In a recent announcement, Ford CEO Jim Farley revealed that the company has decided to reverse its previous decision and reinstate AM radio in its new vehicles. This change comes after discussions with government policy leaders who expressed concerns about the importance of AM stations in broadcasting emergency alerts. Farley took to social media, specifically Twitter, to communicate the decision, stating that all 2024 Ford and Lincoln vehicles will include AM radio. Additionally, for owners of Ford’s electric vehicles (EVs) lacking AM broadcast capability, a software update will be made available to restore this feature.
The decision follows the introduction of a bipartisan bill known as the “AM for Every Vehicle Act,” which urges the National Highway Traffic Safety Administration to mandate the inclusion of AM radio in new vehicles without imposing any extra costs. Lawmakers supporting the bill emphasized the vital role of AM radio in transmitting crucial information during emergencies, particularly to rural areas and during natural disasters.
Ford had previously removed AM radio from their 2023 Mustang Mach-e and F-150 Lightning electric pickups due to low customer usage, with less than 5% of customers utilizing the feature. Reasons cited by Ford spokesman Alan Hall included concerns about electrical interference, cost reduction, and manufacturing simplicity. The 2024 gasoline-powered Mustang also had AM radio removed initially, but Ford plans to reintegrate it before delivering any of the muscle cars.
To address the absence of AM radio in EVs, Ford will provide an online software update to restore this functionality. Furthermore, the company expressed its commitment to exploring innovative methods of delivering emergency alerts, indicating a willingness to consider alternative approaches beyond traditional AM radio. However, lawmakers such as Senator Edward Markey highlighted scenarios where drivers might lack access to the internet, underscoring the continued importance of AM radio.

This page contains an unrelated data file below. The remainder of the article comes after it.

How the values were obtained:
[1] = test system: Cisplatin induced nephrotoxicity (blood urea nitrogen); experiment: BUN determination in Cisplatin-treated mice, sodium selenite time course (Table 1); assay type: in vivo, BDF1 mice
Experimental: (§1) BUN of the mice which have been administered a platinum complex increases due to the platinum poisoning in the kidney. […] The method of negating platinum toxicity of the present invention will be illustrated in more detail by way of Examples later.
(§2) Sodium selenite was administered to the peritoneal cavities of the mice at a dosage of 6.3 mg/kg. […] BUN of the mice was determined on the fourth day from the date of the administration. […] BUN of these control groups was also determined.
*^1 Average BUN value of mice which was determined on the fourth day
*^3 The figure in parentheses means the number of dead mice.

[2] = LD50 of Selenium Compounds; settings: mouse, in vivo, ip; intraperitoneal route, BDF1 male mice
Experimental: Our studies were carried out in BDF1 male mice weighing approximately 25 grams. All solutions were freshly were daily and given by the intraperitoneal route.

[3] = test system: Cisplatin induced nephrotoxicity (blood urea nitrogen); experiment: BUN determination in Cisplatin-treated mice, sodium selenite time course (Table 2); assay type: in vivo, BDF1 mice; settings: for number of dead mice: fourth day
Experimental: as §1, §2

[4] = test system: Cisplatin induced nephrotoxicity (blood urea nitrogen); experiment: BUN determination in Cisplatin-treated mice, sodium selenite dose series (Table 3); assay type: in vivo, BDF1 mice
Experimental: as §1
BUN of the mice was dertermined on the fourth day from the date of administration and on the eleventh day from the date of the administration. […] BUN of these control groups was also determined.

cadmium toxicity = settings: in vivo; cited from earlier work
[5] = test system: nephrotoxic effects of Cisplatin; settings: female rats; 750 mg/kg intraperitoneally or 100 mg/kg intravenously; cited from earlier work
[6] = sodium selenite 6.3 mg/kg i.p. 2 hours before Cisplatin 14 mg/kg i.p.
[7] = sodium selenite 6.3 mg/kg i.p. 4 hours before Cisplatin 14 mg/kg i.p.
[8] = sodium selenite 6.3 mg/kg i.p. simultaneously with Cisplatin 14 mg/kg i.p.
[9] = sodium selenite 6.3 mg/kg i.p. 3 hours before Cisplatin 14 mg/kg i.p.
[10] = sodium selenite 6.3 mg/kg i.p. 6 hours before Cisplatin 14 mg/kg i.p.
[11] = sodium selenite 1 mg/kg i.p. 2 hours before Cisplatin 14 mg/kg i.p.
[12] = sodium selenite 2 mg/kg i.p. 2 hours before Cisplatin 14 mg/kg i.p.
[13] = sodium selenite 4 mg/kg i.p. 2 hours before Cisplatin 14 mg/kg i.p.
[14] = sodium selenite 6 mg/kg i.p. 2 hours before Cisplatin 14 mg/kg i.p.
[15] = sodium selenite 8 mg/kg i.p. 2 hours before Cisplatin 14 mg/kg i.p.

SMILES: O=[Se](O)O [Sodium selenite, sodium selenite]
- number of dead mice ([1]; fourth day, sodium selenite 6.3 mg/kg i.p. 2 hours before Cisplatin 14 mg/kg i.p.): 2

The Federal Communications Commission and the National Association of Broadcasters applauded the proposed legislation, which received support from Senator Ted Cruz, Representative Josh Gottheimer, Representative Tom Kean Jr., Representative Marie Gluesenkamp Perez, and others. However, the Alliance for Automotive Innovation, a trade group representing major automakers like Ford and BMW, criticized the bill, arguing that mandating AM radio is unnecessary. They pointed to the Federal Emergency Management Agency’s Integrated Public Alerts and Warning System, which leverages AM, FM, internet-based, and satellite radios, as well as cellular networks, to distribute safety warnings. The trade group suggested that the legislation favors a particular technology over competing communication options.
As of now, there have been no official comments from BMW and Tesla regarding their stance on this issue. Nevertheless, data from the National Association of Broadcasters and Nielsen indicates that over 80 million people in the United States listen to AM radio each month, underscoring the continued relevance and importance of this medium.
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